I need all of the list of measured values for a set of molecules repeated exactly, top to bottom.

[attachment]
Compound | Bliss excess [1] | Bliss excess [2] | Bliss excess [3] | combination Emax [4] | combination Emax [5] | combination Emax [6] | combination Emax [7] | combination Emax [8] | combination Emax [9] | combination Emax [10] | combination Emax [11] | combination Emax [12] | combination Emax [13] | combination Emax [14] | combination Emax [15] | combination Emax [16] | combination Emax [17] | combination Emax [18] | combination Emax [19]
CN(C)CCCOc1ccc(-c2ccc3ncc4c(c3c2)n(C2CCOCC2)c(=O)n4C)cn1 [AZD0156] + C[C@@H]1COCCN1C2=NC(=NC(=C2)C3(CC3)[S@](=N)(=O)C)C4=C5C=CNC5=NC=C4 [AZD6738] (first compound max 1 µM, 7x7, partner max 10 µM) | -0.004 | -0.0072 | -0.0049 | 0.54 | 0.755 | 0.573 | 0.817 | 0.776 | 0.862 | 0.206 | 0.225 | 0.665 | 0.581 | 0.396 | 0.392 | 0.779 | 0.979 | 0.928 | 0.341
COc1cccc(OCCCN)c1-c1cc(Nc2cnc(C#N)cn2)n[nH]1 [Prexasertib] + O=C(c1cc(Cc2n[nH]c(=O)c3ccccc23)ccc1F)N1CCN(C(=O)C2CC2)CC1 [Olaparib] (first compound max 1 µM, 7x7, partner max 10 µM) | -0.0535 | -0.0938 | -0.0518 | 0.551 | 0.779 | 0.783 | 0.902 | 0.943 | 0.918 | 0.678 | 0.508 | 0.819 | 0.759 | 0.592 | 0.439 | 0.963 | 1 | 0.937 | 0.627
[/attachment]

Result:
Compound | Bliss excess [1] | Bliss excess [2] | Bliss excess [3] | combination Emax [4] | combination Emax [5] | combination Emax [6] | combination Emax [7] | combination Emax [8] | combination Emax [9] | combination Emax [10] | combination Emax [11] | combination Emax [12] | combination Emax [13] | combination Emax [14] | combination Emax [15] | combination Emax [16] | combination Emax [17] | combination Emax [18] | combination Emax [19]
CN(C)CCCOc1ccc(-c2ccc3ncc4c(c3c2)n(C2CCOCC2)c(=O)n4C)cn1 [AZD0156] + C[C@@H]1COCCN1C2=NC(=NC(=C2)C3(CC3)[S@](=N)(=O)C)C4=C5C=CNC5=NC=C4 [AZD6738] (first compound max 1 µM, 7x7, partner max 10 µM) | -0.004 | -0.0072 | -0.0049 | 0.54 | 0.755 | 0.573 | 0.817 | 0.776 | 0.862 | 0.206 | 0.225 | 0.665 | 0.581 | 0.396 | 0.392 | 0.779 | 0.979 | 0.928 | 0.341
COc1cccc(OCCCN)c1-c1cc(Nc2cnc(C#N)cn2)n[nH]1 [Prexasertib] + O=C(c1cc(Cc2n[nH]c(=O)c3ccccc23)ccc1F)N1CCN(C(=O)C2CC2)CC1 [Olaparib] (first compound max 1 µM, 7x7, partner max 10 µM) | -0.0535 | -0.0938 | -0.0518 | 0.551 | 0.779 | 0.783 | 0.902 | 0.943 | 0.918 | 0.678 | 0.508 | 0.819 | 0.759 | 0.592 | 0.439 | 0.963 | 1 | 0.937 | 0.627